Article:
Wildespace explained my opinion very well Wink Smilie Beautifully written fairytale - has it all - great love, dangers, evil, fantastic creatures, amazing and mysterious ending.

I would also choose Ainulindalë - for different reasons than Beren and Luthien's story. I fell in love with the idea of creating the world trough music - I am amazed by this concept till this day. So beautiful and creative.

When re-reading the Silmarillion there were three stories I looked forward to the most.  The story of the Children of Hurin, Eol, and Finrod meeting men for the first time. 


The Children of Hurin was heart-breaking.  The anguish that they suffered due to their father's valor.  You find very little happiness in this story.  Yet Hurin refused to beg pity from Morgoth for himself or his family.  Who could do this?  For better or worse, he was a man who stood by his convictions.


The story of Eol, because I find him interesting and misunderstood.  I kinda like the guy.  He had a unique  perception of the Noldor.  And that perception was not totally unjustified. 


The story of Finrod meeting men, because I love Finrod.  He was the Elven King who cared most about men and their fates.  One of my favorite pieces of Tolkien literature is  Athrabeth Finrod ah Andreth in Morgoth's Ring.  He loved men and I love him for that.


I loved "Of Maeglin" that story really stuck out for me personally. I have read the book just once, I feel like to get a complete understanding of this particular book, I will definitely need to go through a second read.

Undoubtedly the tale of Turin Turambar. When I read it first in the Sil it was already amazing and one of my favorites. But when I read Children of Hurin....I've never had a book literally shatter my heart! My jaw was open the vast majority of the time. Amazing how he was able to turn the already intricate, detailed story in the Sil to a full blown novel, BURSTING with so much more than you could imagine.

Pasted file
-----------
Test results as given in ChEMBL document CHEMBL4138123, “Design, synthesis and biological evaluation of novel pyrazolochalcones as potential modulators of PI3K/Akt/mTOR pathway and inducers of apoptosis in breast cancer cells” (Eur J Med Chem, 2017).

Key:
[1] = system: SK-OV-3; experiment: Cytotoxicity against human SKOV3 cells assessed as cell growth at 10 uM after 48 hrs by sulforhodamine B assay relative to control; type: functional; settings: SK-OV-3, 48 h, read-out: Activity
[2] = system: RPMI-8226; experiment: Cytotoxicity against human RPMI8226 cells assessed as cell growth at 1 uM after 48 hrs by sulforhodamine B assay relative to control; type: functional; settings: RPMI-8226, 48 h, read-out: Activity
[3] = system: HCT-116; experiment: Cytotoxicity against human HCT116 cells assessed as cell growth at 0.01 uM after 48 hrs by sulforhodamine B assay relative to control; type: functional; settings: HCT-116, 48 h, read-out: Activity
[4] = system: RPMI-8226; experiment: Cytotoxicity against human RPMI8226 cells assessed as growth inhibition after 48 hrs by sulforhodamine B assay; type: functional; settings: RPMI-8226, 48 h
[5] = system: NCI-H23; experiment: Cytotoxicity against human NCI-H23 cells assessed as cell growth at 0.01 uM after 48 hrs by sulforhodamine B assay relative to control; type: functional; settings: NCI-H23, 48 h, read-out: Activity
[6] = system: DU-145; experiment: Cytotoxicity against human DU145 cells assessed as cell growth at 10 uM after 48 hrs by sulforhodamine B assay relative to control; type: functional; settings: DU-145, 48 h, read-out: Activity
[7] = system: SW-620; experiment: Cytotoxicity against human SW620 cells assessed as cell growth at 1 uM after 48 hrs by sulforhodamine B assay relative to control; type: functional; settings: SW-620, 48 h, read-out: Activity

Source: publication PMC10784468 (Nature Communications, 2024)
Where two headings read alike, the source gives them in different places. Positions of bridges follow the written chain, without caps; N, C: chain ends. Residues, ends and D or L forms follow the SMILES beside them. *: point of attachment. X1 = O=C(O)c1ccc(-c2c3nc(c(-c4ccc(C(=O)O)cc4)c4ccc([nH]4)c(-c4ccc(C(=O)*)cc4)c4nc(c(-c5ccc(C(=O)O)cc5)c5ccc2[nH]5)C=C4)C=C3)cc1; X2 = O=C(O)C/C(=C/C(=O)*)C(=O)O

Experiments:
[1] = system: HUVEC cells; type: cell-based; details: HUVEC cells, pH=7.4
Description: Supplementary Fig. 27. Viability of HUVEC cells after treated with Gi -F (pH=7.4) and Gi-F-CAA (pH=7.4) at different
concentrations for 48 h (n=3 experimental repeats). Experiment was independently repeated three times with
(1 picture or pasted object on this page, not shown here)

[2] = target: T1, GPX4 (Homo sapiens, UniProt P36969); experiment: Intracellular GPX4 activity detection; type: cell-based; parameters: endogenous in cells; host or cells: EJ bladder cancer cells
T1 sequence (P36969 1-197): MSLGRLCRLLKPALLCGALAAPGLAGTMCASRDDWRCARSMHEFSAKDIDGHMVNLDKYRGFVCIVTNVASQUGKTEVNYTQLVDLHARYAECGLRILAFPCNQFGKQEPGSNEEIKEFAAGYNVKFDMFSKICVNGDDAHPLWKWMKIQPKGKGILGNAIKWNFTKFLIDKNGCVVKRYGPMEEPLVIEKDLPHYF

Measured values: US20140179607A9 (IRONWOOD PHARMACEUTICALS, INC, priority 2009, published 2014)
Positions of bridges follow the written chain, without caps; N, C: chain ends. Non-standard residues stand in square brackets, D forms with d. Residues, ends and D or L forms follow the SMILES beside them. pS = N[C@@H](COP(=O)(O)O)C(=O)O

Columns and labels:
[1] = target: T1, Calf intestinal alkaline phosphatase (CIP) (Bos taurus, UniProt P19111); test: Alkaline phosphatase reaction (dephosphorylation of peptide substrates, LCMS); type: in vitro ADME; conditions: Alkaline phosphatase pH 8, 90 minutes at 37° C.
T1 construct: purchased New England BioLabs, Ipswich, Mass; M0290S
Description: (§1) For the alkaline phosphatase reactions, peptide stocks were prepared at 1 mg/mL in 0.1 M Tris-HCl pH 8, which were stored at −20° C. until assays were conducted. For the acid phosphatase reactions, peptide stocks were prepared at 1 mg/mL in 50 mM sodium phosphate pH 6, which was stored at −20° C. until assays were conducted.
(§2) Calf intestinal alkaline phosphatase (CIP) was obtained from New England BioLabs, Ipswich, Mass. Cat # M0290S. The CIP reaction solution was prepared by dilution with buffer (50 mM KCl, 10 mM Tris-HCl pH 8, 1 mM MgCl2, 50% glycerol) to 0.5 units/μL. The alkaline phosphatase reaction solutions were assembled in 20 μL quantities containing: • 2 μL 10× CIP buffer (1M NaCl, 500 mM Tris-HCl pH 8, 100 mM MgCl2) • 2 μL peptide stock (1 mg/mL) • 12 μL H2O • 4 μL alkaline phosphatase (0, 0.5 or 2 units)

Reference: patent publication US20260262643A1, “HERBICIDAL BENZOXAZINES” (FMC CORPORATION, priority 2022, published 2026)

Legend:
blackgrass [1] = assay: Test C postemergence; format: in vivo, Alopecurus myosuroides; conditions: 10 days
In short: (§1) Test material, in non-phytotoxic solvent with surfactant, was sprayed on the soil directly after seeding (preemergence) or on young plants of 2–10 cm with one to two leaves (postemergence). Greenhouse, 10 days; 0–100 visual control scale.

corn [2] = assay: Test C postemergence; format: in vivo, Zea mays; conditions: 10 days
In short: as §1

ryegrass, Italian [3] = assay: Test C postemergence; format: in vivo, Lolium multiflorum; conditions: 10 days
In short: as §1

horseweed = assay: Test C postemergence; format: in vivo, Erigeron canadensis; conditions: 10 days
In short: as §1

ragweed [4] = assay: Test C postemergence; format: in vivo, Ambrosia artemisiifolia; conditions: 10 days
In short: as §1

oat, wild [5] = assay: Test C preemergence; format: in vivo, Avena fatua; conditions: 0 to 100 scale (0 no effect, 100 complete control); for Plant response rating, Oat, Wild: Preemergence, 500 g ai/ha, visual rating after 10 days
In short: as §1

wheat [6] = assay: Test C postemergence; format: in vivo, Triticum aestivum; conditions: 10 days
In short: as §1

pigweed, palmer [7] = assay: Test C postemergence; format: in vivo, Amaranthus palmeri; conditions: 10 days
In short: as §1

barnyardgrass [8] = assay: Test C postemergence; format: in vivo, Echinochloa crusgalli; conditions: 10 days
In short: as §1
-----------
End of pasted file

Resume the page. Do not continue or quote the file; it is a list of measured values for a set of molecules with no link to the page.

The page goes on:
No story ever has made me feel the way I did after reading the last words in Children of Hurin. I was in a world of sorrowful bliss. I wanted to sink into the darkness but grow into the light and praise Tolkien's name. I try to recommend it to EVERYBODY but everyone's always like (no joke) "oh that sounds good, but first I want to read Game of Thrones." They never do. Shame, because I think if everybody read Children of Hurin once they would have a completely new outlook on life. A more sympathetic one. Learning to not judge others, not jump to conclusions, to listen instead of think, to take your time, to know more about who you're sleeping with *ahem*.

Amazing story though. A close second is the Music of the Ainur, and if I had to choose a third I'd probably also go with Beren and Luthien. In the way Children of Hurin made me weep at the end, Beren and Luthien's tale made my heart jump. Basically, I love JRR Tolkien...


To me it is Baren and luthien

Because it was a personal story for Tolkien and he was such a private person

As we are about a Fire Drake from the North, Glaurung, Father of Dragons should get a mention here.  If Smaug is Magnificent, then Glaurung was the Ultimate manipulator and by far the cruelest creature of M.E except for Melkor and Sauron.